The problem in the Eurozone was not indiscipline in the public sector – it was indiscipline in the private sector, which lent and borrowed at spreads to national interest rates. In Spain, non-government debt rose from 80% to 270% of GDP. In Germany where there was least impact on interest rates, German private-sector debt as a percentage of GDP hardly budged in comparison. The European credit crisis relates more to Hyman Minsky’s ‘Financial Instability Hypothesis’ than to the ‘it was the Greeks’ fault!’ school of thought of some politicians (see Minsky 1992).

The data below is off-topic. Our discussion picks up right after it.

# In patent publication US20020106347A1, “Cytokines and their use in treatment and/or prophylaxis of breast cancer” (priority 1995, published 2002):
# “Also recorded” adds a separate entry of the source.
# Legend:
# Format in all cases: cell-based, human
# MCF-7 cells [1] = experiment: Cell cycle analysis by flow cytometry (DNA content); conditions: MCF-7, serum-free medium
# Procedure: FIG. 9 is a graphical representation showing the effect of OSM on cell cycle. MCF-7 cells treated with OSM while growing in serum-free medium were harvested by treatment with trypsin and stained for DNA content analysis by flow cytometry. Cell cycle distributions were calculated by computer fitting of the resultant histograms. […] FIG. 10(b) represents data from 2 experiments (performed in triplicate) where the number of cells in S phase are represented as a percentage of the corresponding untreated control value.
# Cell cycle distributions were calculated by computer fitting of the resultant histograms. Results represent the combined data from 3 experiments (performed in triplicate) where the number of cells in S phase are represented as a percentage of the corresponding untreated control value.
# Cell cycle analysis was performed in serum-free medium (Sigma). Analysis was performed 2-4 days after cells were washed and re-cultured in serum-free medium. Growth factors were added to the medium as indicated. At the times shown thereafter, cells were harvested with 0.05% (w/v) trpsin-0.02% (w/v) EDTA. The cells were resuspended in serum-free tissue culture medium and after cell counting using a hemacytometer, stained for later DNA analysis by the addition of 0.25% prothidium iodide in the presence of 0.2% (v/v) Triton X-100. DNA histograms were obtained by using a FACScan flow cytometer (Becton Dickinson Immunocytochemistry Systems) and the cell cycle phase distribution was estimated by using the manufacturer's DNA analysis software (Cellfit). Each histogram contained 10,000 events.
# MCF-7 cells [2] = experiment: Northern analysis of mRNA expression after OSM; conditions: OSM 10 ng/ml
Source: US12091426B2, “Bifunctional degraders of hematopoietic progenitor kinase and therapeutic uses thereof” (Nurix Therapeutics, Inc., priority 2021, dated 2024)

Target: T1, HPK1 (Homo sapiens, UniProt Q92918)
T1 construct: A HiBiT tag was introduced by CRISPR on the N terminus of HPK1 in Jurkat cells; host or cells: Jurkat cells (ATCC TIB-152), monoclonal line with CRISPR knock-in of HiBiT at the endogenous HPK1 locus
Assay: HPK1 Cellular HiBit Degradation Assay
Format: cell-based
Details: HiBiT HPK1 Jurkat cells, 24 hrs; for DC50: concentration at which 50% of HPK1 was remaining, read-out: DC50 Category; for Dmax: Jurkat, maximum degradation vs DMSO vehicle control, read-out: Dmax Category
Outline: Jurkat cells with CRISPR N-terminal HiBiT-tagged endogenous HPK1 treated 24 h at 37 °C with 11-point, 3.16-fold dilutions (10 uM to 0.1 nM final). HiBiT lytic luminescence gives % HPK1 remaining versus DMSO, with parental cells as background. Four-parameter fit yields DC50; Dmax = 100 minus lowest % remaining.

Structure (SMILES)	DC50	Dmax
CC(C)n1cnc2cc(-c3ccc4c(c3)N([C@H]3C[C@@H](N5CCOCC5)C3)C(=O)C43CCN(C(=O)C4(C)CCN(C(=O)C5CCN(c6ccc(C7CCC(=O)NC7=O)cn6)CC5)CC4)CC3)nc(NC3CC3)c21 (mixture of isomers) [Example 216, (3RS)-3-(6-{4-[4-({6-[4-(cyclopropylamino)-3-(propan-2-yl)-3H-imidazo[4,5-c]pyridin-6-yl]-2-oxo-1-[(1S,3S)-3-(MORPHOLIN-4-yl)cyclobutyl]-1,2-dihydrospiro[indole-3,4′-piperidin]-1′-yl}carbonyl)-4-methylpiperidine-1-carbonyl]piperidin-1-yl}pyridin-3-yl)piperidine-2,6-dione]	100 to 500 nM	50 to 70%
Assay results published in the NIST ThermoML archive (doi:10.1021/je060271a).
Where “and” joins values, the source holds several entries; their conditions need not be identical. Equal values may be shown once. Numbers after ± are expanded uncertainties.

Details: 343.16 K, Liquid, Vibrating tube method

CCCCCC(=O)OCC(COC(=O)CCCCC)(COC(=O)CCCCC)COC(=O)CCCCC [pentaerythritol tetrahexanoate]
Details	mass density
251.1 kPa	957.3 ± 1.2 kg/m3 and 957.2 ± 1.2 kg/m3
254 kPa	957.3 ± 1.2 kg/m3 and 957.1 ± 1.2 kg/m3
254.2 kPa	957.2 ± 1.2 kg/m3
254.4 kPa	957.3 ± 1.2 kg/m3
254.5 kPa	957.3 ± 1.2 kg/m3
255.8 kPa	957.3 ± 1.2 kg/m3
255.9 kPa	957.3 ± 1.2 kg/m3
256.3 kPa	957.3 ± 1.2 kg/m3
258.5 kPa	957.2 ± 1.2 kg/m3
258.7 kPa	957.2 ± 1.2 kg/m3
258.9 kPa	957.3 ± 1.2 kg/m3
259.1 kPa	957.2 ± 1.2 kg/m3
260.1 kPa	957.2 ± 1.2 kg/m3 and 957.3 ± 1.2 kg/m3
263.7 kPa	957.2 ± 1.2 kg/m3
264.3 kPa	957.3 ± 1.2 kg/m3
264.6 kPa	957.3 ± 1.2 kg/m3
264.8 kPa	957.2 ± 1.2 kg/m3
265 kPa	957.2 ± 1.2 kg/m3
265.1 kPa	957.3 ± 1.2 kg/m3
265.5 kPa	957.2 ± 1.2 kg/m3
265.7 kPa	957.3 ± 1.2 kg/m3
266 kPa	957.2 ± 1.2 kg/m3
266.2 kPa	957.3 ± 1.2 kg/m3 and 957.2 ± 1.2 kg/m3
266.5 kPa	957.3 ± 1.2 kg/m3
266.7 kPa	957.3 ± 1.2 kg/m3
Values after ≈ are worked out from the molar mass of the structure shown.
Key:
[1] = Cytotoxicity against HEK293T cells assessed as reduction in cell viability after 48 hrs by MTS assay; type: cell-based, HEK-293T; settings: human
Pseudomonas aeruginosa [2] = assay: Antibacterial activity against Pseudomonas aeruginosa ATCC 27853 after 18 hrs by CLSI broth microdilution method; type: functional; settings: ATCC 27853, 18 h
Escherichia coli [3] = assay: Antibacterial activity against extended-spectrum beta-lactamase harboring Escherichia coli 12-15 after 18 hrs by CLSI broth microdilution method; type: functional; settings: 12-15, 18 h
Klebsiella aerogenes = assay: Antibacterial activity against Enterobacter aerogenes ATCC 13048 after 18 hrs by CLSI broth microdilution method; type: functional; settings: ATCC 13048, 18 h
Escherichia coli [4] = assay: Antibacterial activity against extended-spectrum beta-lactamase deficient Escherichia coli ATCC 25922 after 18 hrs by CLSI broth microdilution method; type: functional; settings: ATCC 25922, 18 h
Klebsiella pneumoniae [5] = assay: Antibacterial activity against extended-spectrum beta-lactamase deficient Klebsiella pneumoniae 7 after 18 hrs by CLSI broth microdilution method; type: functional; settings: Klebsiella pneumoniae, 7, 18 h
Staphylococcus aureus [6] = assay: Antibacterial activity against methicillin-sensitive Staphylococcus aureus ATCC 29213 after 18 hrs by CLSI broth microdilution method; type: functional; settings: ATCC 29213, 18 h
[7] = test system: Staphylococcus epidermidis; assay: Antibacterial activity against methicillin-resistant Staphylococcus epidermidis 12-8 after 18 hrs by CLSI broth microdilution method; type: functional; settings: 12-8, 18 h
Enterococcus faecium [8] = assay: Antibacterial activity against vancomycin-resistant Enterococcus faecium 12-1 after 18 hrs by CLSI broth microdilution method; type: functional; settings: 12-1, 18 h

Excessive, debt-financed private consumption in one country relative to another will be reflected in, but is not caused by, national current-account positions. And just as in emerging-market crises of old, when there was a loss of confidence in the asset values underpinning private borrowing, there was a sudden stop of the private flows that were financing these current-account positions.